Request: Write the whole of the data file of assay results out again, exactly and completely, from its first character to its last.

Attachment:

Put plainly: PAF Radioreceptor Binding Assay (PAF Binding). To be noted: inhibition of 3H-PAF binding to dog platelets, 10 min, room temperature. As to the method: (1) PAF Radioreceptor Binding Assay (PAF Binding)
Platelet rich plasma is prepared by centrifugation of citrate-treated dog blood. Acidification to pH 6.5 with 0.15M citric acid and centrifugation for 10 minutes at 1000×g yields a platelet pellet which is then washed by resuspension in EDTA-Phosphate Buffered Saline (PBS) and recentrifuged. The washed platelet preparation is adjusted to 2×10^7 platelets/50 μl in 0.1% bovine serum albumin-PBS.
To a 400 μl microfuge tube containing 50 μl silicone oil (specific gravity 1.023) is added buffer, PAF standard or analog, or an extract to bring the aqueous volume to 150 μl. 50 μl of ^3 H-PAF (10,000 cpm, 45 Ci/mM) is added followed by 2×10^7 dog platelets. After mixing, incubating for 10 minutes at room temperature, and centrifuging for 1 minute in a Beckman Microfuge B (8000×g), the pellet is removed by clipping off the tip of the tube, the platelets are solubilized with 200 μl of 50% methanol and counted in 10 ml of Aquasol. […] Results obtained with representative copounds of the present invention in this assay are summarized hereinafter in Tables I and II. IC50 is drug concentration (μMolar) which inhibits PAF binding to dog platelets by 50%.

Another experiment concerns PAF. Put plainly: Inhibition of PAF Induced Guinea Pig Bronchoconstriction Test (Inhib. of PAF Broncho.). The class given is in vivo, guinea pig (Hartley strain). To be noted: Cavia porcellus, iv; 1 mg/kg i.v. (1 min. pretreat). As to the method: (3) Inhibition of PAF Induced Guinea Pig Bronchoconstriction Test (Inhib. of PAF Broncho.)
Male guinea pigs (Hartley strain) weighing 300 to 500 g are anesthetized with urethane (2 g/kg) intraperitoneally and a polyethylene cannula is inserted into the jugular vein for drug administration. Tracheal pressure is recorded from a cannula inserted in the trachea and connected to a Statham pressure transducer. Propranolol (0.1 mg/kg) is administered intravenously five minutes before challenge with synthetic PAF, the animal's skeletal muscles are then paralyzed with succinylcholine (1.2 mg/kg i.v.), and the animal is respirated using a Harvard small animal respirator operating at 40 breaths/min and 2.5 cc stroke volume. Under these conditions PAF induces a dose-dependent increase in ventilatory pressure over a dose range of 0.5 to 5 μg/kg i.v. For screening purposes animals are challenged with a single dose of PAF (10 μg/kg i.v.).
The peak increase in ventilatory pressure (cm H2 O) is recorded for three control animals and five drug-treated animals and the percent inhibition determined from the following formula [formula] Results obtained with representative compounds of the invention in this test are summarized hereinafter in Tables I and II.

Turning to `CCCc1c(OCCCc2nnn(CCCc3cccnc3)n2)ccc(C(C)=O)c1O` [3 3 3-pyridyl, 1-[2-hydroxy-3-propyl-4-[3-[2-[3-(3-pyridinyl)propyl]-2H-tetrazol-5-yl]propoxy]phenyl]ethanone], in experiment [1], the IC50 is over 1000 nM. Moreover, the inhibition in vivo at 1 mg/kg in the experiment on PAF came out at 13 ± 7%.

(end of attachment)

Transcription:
Put plainly: PAF Radioreceptor Binding Assay (PAF Binding). To be noted: inhibition of 3H-PAF binding to dog platelets, 10 min, room temperature. As to the method: (1) PAF Radioreceptor Binding Assay (PAF Binding)
Platelet rich plasma is prepared by centrifugation of citrate-treated dog blood. Acidification to pH 6.5 with 0.15M citric acid and centrifugation for 10 minutes at 1000×g yields a platelet pellet which is then washed by resuspension in EDTA-Phosphate Buffered Saline (PBS) and recentrifuged. The washed platelet preparation is adjusted to 2×10^7 platelets/50 μl in 0.1% bovine serum albumin-PBS.
To a 400 μl microfuge tube containing 50 μl silicone oil (specific gravity 1.023) is added buffer, PAF standard or analog, or an extract to bring the aqueous volume to 150 μl. 50 μl of ^3 H-PAF (10,000 cpm, 45 Ci/mM) is added followed by 2×10^7 dog platelets. After mixing, incubating for 10 minutes at room temperature, and centrifuging for 1 minute in a Beckman Microfuge B (8000×g), the pellet is removed by clipping off the tip of the tube, the platelets are solubilized with 200 μl of 50% methanol and counted in 10 ml of Aquasol. […] Results obtained with representative copounds of the present invention in this assay are summarized hereinafter in Tables I and II. IC50 is drug concentration (μMolar) which inhibits PAF binding to dog platelets by 50%.

Another experiment concerns PAF. Put plainly: Inhibition of PAF Induced Guinea Pig Bronchoconstriction Test (Inhib. of PAF Broncho.). The class given is in vivo, guinea pig (Hartley strain). To be noted: Cavia porcellus, iv; 1 mg/kg i.v. (1 min. pretreat). As to the method: (3) Inhibition of PAF Induced Guinea Pig Bronchoconstriction Test (Inhib. of PAF Broncho.)
Male guinea pigs (Hartley strain) weighing 300 to 500 g are anesthetized with urethane (2 g/kg) intraperitoneally and a polyethylene cannula is inserted into the jugular vein for drug administration. Tracheal pressure is recorded from a cannula inserted in the trachea and connected to a Statham pressure transducer. Propranolol (0.1 mg/kg) is administered intravenously five minutes before challenge with synthetic PAF, the animal's skeletal muscles are then paralyzed with succinylcholine (1.2 mg/kg i.v.), and the animal is respirated using a Harvard small animal respirator operating at 40 breaths/min and 2.5 cc stroke volume. Under these conditions PAF induces a dose-dependent increase in ventilatory pressure over a dose range of 0.5 to 5 μg/kg i.v. For screening purposes animals are challenged with a single dose of PAF (10 μg/kg i.v.).
The peak increase in ventilatory pressure (cm H2 O) is recorded for three control animals and five drug-treated animals and the percent inhibition determined from the following formula [formula] Results obtained with representative compounds of the invention in this test are summarized hereinafter in Tables I and II.

Turning to `CCCc1c(OCCCc2nnn(CCCc3cccnc3)n2)ccc(C(C)=O)c1O` [3 3 3-pyridyl, 1-[2-hydroxy-3-propyl-4-[3-[2-[3-(3-pyridinyl)propyl]-2H-tetrazol-5-yl]propoxy]phenyl]ethanone], in experiment [1], the IC50 is over 1000 nM. Moreover, the inhibition in vivo at 1 mg/kg in the experiment on PAF came out at 13 ± 7%.